Long-term care (Pflegeversicherung) is covered half and half by employer and employee and covers cases in which a person is not able to manage his or her daily routine (provision of food, cleaning of apartment, personal hygiene, etc.).
In 2001 total spending on health amounted to 10.8 percent of gross domestic product.
According to the Euro health consumer index, which placed it in 7th position in its 2015 survey, Germany has long had the most restriction-free and consumer-oriented healthcare system in Europe.
Although reimbursement of providers is on a fee-for-service basis the amount to be reimbursed for each service is determined retrospectively to ensure that spending targets are not exceeded. Copayments were introduced in the 1980s in an attempt to prevent overutilization and control costs. The difference is partly driven by the fact that hospital reimbursement is chiefly a function of the number of hospital days as opposed to procedures or the patient's diagnosis.
The average length of hospital stay in Germany has decreased in recent years from 14 days to 9 days, still considerably longer than average stays in the U. Drug costs have increased substantially, rising nearly 60% from 1991 through 2005. The healthcare system is regulated by the Federal Joint Committee (Gemeinsamer Bundesausschuss), a public health organization authorized to make binding regulations growing out of health reform bills passed by lawmakers, along with routine decisions regarding healthcare in Germany.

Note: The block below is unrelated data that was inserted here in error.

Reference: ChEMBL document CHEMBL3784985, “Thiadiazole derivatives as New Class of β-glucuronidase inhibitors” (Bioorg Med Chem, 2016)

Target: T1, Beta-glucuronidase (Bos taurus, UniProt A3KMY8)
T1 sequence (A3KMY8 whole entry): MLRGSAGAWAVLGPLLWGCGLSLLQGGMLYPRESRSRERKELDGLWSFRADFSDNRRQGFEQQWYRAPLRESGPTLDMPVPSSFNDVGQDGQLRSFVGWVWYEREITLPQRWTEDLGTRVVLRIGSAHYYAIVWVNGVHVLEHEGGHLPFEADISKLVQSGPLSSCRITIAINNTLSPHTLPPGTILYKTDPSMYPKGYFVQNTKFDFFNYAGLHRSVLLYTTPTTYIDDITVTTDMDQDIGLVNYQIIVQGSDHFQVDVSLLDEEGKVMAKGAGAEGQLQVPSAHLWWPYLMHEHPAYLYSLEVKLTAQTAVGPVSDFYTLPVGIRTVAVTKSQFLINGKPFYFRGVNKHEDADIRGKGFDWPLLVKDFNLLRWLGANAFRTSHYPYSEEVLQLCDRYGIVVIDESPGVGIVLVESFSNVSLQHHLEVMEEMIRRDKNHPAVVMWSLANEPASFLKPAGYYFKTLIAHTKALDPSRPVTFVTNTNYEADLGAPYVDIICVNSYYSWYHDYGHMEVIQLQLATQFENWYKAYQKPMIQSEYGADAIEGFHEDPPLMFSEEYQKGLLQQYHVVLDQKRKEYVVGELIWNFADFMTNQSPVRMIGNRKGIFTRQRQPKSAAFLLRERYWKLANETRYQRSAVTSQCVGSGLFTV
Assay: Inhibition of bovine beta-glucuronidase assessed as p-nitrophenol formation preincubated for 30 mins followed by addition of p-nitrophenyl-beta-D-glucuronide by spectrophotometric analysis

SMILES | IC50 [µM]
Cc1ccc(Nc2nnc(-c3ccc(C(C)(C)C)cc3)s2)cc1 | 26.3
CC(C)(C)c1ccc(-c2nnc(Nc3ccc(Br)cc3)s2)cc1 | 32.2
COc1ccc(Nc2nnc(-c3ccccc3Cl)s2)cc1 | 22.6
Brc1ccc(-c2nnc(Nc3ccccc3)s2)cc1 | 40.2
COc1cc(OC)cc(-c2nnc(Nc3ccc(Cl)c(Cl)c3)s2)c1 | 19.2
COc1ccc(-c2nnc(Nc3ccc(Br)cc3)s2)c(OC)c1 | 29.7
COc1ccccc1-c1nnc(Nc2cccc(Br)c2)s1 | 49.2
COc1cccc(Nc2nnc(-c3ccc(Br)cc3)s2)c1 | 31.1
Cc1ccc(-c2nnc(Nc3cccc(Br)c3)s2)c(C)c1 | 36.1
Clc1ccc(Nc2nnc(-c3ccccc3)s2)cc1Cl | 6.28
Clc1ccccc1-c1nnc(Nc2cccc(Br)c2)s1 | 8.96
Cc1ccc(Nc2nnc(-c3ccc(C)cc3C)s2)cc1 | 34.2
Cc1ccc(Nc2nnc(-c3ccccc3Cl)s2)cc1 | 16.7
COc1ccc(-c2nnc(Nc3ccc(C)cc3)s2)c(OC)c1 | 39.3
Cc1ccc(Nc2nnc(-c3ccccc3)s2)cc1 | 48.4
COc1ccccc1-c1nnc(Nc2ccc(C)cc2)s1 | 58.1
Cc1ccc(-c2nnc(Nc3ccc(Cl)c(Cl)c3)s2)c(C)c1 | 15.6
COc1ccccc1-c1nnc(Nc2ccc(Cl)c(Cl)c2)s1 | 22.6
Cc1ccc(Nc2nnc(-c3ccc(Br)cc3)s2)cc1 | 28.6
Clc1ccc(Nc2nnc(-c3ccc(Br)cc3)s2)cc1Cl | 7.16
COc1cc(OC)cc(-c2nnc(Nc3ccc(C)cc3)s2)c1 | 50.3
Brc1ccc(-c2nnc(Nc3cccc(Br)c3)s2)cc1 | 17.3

The remaining 11% opt for private health insurance, including government employees.
All wage workers pay a health-insurance contribution based on their salary if they are enrolled in the public subsystem whereas private insurers charge risk-related contributions.Higher income workers sometimes choose to pay a tax and opt out of the standard plan, in favor of 'private' insurance.The latter's premiums are not linked to income level but instead to health status.Provider payment is negotiated in complex corporatist social bargaining among specified self-governed bodies (e.g.physicians' associations) at the level of federal states (Länder).Patients are allowed to seek almost any type of care they wish whenever they want it.with origins dating back to Otto von Bismarck's social legislation, which included the Health Insurance Bill of 1883, Accident Insurance Bill of 1884, and Old Age and Disability Insurance Bill of 1889.Besides the "Statutory Health Insurance" () covering the vast majority of residents, the better off with a yearly income above 59,400 Euros (2018) (US,967), students and civil servants for complementary coverage can opt for private healt/h insurance (about 11% of the population).Most civil servants benefit from a tax-funded government employee benefit scheme covering a percentage of the costs, and cover the rest of the costs with a private insurance contract.Health insurance in Germany is split in several parts.The largest part of 89% of the population is covered by a comprehensive health insurance plan provided by statutory public health insurance funds regulated under specific the legislation set with the Sozialgesetzbuch V (SGB V), which defines the general criteria of coverage, which are translated into benefit packages by the Federal Joint Committee.